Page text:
Alexia Tarabotti is laboring under a great many social tribulations. First, she has no soul. Second, she’s a spinster whose father is both Italian and dead. Third, she was rudely attacked by a vampire, breaking all standards of social etiquette.
Where to go from there? From bad to worse apparently, for Alexia accidentally kills the vampire — and then the appalling Lord Maccon (loud, messy, gorgeous, and werewolf) is sent by Queen Victoria to investigate.
With unexpected vampires appearing and expected vampires disappearing, everyone seems to believe Alexia responsible. Can she figure out what is actually happening to London’s high society? Will her soulless ability to negate supernatural powers prove useful or just plain embarrassing? Finally, who is the real enemy, and do they have treacle tart?
This is the first book I read for my Steampunk challenge. Everybody talks about the Parasol Protectorate series, of which this is the first book with Changeless and Blameless to follow. Two more sequels, Heartless and Timeless, will be released in the next two years.
Since this is the first steampunk book I have ever read (except a m/m novella which I don’t count here) I have no idea how to rate it as far as the steampunk factor is concerned. It is set in an alternative Victorian London; werewolves, vampires, ghosts and other supernatural beings have come out years before and are now an official, if not 100% popular, part of society. The plot revolves around mysterious appearances and disappearances of supernatural beings and it is up to Alexia and Lord Maccon to detect what is going on (if only by accident and with the help of a few delectable dandies).
Alexia is a preternatural, the only one known in fact, who can neutralize supernatural powers merely through touch. I found this an interesting twist. In no paranormal story I have read so far did I come across anybody who could negate the supernatural at all, let alone this easily. Her interactions with her paramour-to-be were delightful. Both thoroughly dislike each other – or so they think – and that made for some very agreeable banter.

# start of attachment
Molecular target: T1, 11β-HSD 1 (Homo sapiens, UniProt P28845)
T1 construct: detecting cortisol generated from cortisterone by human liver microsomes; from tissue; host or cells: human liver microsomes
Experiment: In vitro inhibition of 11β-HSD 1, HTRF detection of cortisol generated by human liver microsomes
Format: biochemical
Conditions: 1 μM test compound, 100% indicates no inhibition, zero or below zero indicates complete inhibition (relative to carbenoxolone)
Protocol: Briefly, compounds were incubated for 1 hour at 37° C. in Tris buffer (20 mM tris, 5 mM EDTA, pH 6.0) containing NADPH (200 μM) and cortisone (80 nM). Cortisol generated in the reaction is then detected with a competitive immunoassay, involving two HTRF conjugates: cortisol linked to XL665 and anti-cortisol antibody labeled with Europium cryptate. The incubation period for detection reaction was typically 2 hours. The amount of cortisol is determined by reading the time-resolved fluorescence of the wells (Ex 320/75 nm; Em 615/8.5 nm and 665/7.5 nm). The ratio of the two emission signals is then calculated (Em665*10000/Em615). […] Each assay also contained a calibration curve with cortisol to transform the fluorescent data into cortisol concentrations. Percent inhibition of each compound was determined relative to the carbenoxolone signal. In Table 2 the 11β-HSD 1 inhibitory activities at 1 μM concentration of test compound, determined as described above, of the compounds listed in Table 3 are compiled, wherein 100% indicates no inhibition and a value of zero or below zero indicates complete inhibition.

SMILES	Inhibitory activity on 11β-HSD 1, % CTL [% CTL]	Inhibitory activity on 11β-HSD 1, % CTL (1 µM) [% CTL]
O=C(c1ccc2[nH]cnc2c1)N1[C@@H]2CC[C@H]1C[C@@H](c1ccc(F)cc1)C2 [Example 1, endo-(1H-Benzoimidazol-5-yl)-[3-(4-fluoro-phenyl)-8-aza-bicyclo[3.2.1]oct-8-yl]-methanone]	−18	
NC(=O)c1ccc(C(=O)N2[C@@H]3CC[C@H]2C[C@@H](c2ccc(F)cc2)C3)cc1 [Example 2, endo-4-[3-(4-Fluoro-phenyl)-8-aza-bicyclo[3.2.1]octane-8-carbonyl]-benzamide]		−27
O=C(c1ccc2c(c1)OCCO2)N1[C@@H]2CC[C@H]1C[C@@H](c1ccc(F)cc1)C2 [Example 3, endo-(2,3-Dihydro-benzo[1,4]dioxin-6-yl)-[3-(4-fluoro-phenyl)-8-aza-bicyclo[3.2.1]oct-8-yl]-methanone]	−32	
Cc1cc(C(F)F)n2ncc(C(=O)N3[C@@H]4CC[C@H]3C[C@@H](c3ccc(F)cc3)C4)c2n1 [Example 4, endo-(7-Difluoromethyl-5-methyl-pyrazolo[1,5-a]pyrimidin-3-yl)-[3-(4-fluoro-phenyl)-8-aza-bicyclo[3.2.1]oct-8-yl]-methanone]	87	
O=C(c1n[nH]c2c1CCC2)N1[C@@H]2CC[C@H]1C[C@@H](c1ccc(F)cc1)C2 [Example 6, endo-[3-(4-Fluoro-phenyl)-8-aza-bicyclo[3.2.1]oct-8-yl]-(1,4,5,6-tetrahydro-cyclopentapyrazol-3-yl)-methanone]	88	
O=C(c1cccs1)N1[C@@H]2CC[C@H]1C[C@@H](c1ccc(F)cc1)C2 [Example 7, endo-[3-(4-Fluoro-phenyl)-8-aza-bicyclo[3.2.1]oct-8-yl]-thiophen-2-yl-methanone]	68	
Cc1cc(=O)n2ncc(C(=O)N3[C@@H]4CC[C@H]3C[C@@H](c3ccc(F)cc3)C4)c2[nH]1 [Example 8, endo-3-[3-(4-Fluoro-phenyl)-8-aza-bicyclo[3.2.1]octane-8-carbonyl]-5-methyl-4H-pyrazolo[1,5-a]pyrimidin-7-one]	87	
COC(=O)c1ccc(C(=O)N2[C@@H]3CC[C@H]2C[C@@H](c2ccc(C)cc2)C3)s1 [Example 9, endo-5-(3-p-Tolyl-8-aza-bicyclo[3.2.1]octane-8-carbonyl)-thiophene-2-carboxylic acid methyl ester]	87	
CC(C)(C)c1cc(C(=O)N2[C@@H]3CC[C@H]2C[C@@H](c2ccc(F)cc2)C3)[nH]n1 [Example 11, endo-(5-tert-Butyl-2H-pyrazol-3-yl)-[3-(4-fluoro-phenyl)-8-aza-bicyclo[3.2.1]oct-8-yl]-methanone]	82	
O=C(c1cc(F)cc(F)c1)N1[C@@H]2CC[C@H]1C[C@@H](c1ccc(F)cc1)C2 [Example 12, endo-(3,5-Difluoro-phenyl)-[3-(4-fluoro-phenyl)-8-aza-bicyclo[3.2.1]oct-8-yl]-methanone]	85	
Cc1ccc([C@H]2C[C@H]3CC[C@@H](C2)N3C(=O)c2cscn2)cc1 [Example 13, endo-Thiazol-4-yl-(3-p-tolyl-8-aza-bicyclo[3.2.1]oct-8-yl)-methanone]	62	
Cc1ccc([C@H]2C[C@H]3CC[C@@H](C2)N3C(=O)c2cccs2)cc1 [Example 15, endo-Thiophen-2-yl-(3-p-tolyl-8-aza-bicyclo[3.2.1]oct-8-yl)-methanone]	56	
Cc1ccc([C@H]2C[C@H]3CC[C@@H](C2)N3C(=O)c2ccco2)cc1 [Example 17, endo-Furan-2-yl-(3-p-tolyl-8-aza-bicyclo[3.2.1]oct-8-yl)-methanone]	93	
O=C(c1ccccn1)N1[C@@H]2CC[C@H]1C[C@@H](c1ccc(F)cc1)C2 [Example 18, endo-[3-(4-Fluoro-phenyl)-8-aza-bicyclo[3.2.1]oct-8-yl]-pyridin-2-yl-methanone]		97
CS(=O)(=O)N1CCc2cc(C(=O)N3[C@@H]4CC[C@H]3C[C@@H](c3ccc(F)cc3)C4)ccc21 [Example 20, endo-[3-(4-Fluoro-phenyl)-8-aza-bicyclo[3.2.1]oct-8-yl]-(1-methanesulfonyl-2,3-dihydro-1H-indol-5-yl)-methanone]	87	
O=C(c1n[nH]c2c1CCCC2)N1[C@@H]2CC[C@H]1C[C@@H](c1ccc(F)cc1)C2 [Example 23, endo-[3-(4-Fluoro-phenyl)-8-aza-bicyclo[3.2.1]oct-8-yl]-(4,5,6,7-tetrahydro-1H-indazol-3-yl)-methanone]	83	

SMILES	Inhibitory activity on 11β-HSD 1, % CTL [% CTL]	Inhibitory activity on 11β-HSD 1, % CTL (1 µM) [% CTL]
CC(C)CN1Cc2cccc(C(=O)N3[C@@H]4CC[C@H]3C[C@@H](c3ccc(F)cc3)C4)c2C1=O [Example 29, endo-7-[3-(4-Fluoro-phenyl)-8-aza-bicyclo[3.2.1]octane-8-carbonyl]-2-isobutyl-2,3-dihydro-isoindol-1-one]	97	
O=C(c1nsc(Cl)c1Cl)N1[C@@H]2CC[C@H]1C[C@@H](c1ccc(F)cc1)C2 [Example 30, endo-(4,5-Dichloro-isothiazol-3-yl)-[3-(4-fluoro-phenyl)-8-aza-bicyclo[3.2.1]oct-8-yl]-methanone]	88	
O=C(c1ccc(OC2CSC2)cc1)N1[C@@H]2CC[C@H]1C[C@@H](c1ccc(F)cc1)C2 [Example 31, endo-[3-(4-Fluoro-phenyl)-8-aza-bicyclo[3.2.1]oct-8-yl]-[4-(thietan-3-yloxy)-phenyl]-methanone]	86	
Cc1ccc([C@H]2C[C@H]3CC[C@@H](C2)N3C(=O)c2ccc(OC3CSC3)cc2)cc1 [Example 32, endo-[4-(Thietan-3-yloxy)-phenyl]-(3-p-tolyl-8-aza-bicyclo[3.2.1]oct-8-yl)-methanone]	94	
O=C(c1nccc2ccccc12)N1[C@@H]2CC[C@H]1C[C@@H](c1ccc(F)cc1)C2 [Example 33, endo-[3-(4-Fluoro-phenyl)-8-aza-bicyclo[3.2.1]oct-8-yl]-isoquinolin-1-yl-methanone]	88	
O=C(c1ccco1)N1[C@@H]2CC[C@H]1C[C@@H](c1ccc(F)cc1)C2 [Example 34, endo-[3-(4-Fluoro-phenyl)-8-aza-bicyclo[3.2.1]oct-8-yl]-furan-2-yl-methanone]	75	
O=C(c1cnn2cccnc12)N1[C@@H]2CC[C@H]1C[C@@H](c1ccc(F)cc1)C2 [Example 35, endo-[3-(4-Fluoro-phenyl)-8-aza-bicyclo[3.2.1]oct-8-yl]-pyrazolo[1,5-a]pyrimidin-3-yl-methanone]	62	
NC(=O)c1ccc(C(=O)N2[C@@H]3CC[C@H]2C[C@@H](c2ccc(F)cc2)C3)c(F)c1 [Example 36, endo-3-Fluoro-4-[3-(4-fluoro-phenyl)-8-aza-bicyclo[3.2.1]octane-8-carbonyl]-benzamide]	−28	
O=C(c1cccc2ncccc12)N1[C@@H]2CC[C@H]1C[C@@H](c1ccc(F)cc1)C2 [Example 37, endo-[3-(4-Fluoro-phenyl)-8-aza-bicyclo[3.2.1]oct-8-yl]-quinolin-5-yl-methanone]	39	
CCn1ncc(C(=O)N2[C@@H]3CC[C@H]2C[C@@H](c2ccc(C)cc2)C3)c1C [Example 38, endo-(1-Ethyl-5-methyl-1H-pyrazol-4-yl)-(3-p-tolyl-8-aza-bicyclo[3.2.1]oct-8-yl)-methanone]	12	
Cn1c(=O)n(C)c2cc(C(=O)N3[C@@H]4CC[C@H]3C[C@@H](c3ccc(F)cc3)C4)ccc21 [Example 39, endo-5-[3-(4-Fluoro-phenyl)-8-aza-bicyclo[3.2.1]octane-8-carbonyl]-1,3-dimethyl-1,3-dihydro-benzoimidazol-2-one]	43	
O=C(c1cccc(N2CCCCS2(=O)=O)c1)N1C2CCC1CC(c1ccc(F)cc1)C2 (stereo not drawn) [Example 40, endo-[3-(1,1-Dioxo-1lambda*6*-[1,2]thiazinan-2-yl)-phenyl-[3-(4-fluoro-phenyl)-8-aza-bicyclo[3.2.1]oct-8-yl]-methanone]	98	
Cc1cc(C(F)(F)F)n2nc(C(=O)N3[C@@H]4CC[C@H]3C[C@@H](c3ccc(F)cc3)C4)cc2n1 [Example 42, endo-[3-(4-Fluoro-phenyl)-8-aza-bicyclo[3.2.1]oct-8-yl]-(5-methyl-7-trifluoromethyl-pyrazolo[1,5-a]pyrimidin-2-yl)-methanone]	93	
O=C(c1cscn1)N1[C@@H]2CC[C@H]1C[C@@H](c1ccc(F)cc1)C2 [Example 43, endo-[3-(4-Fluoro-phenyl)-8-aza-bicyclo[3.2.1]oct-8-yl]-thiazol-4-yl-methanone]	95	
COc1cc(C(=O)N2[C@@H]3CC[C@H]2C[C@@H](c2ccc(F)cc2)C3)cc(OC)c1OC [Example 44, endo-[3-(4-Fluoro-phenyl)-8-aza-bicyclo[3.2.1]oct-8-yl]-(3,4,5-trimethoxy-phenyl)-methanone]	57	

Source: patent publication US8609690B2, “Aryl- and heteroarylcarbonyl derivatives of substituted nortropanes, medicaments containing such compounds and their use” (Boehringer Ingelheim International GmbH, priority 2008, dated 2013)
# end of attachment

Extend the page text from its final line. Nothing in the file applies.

The other main characters are all fleshed out and, if not likeable, at least believable. The typical werewolf – vampire differences are in place. The vampires are refined to foppish, the werewolves down-to-earth to rough and boisterous. I absolutely loved Lord Akeldama and his drones. I hope I will see more of them in the future.
One thing I could have done without were the descriptions of the experiments in the club. I hate that sort of thing and I would have known that those scientists were rather crazy, fanatical and dangerous without reading all that. So I skipped some of it, even though I am sure I missed out on some great machinery ideas that way.
The idea to lock Alexia into the cell with the biggest werewolf gave a chance to throw in a lovely scene between her and Lord Maccon. Strange how people in love are inclined to kiss and pet even in the worst circumstances. But then, I suppose they were locked in and could only wait. So what better pastime than to make out?
I very much enjoyed reading Soulless and will definitely continue with that series. If you like the paranormal, romance (not too explicit), an element of humour and a lot of entertainment, get it!
On Gail Carriger’s website you will find a page about Alexia’s London, along with sketches of characters and outfits, deleted scenes and more. A nice addition to the reading experience.
Have you read this book? What did you think of it? I would love to hear other opinions.
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Heather at Books and Quilts